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50 Ideas to Seriously Boost Employee Engagement

/ 8.13.18

Most of us are fairly well-versed The-Ultimate-List-of-Employee-Engagement-Ideason the benefits of employee engagement. Engaged employees can increase profitability, decrease turnover and absenteeism, and skyrocket productivity. The tricky part about employee engagement is the action: We might have one or two activities that we think might drive engagement, but after those first few, we run out of ideas for how to engage employees.


Well, no more blank minds or I-just-don’t-know-what-to-dos. Not with this list. Read on for 50 employee engagement ideas.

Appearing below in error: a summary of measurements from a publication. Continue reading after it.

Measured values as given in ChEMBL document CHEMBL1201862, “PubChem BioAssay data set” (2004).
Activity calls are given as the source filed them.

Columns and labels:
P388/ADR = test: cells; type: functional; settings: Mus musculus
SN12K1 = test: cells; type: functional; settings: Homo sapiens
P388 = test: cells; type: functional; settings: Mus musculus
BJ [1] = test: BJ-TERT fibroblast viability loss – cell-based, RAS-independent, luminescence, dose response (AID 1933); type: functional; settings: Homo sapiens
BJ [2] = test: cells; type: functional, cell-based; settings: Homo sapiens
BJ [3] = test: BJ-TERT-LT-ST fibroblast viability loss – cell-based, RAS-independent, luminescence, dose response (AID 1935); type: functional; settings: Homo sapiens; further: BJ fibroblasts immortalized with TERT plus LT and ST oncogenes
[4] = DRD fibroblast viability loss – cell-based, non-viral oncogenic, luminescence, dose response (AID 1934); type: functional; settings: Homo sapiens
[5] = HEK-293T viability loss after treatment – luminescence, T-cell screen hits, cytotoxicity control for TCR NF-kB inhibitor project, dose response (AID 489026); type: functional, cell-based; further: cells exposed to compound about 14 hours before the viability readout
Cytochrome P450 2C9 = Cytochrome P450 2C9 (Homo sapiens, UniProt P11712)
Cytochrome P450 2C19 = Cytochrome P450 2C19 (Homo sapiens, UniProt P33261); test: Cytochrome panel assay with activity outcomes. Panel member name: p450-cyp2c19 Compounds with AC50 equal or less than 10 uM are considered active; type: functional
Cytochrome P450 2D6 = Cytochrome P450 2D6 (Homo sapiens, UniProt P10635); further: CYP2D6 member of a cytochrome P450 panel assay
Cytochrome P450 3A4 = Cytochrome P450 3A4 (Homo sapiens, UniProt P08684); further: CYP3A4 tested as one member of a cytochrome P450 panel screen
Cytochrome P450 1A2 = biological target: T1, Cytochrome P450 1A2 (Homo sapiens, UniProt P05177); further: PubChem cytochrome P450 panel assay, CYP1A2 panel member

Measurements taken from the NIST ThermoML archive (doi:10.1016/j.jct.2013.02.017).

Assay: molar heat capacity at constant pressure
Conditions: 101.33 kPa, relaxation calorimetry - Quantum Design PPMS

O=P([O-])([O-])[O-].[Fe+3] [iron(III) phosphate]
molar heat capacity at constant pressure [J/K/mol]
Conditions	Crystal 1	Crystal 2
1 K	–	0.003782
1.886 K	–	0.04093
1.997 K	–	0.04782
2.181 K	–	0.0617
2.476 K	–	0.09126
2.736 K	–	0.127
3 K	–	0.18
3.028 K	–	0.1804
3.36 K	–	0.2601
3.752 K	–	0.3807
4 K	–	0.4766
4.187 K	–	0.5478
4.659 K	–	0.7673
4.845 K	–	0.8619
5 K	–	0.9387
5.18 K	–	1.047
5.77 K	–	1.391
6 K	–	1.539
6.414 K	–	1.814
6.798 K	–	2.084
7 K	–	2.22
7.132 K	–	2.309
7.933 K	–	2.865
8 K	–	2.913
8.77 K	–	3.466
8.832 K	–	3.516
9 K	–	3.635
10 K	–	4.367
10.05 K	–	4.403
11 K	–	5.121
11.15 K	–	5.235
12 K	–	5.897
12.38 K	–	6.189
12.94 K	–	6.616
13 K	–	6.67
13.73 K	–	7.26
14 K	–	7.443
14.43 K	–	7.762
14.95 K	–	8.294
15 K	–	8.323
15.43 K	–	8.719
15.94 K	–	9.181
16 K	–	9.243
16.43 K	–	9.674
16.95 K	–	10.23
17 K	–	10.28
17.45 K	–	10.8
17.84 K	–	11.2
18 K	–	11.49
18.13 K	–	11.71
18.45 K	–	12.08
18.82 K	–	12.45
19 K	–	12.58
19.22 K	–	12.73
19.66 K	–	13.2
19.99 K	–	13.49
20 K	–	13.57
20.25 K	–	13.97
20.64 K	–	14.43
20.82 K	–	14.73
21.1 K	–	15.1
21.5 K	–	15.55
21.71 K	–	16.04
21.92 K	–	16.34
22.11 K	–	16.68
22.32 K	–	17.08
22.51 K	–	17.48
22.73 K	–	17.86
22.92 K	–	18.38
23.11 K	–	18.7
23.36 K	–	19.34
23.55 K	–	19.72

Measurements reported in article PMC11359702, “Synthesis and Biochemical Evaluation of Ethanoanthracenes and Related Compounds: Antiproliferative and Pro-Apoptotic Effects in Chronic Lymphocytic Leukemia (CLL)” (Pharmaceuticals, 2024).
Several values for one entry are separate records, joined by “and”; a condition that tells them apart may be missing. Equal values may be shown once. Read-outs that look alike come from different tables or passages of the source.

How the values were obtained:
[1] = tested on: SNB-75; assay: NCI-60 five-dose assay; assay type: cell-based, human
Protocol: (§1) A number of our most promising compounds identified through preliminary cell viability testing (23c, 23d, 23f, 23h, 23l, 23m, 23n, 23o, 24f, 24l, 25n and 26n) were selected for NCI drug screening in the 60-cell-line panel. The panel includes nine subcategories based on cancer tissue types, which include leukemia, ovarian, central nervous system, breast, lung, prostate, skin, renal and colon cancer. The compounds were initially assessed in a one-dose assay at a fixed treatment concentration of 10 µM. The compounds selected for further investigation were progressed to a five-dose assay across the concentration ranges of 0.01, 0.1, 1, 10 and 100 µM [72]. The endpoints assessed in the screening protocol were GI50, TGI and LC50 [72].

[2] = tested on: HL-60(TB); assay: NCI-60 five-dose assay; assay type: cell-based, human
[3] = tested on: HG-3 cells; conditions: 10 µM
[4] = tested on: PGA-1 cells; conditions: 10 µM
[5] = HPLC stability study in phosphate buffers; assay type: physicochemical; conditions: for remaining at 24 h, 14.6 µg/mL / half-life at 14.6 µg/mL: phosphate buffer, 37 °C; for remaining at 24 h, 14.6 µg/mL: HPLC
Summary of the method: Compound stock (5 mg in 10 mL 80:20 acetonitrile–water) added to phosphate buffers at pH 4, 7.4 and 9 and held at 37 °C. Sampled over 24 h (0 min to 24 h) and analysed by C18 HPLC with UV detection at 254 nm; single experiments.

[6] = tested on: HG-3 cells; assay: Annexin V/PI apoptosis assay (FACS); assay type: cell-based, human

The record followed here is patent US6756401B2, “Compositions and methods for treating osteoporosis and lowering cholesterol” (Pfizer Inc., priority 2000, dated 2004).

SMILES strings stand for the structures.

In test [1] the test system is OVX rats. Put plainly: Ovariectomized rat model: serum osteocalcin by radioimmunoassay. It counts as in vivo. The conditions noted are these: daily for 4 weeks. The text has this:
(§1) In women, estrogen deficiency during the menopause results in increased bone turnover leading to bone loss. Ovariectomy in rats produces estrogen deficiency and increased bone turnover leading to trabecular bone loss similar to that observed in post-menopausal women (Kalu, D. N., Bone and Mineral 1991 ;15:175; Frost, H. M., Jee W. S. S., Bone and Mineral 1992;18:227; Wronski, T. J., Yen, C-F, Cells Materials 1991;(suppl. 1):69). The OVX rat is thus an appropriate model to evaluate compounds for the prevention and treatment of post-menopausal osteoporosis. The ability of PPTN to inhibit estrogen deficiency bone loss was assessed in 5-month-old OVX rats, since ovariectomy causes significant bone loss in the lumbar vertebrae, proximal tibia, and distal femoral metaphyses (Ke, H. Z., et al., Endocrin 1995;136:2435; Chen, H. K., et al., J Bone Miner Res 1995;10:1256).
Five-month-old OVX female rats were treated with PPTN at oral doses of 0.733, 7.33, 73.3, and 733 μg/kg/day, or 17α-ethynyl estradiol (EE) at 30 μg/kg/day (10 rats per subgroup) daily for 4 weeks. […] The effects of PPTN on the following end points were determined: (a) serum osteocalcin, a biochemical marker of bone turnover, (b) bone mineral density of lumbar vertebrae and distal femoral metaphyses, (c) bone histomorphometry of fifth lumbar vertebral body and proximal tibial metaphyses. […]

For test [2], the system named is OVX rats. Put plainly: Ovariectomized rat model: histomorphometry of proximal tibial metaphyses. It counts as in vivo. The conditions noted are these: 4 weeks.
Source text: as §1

This is only part of the ultimate-ness. Want the whole list? Download 200  Employee Engagement Ideas here!


Implementing an Engagement Survey


1. Let software do the heavy lifting.

HR has a lot on their plate without the added burden of survey administration and reporting. Use employee engagement software so you can spend more time on positive change with the added benefits of confidentiality, survey methodology expertise, and increased efficiencies.


2. Get buy-in.

Buy-in starts at with leadership, but that’s not where it ends. Managers and employees are also critical to a successful employee engagement strategy. To drive buy-in, start with the benefit. How will the program benefit leaders? Managers? Employees? Customize your message and always be selling.



3. Train your people.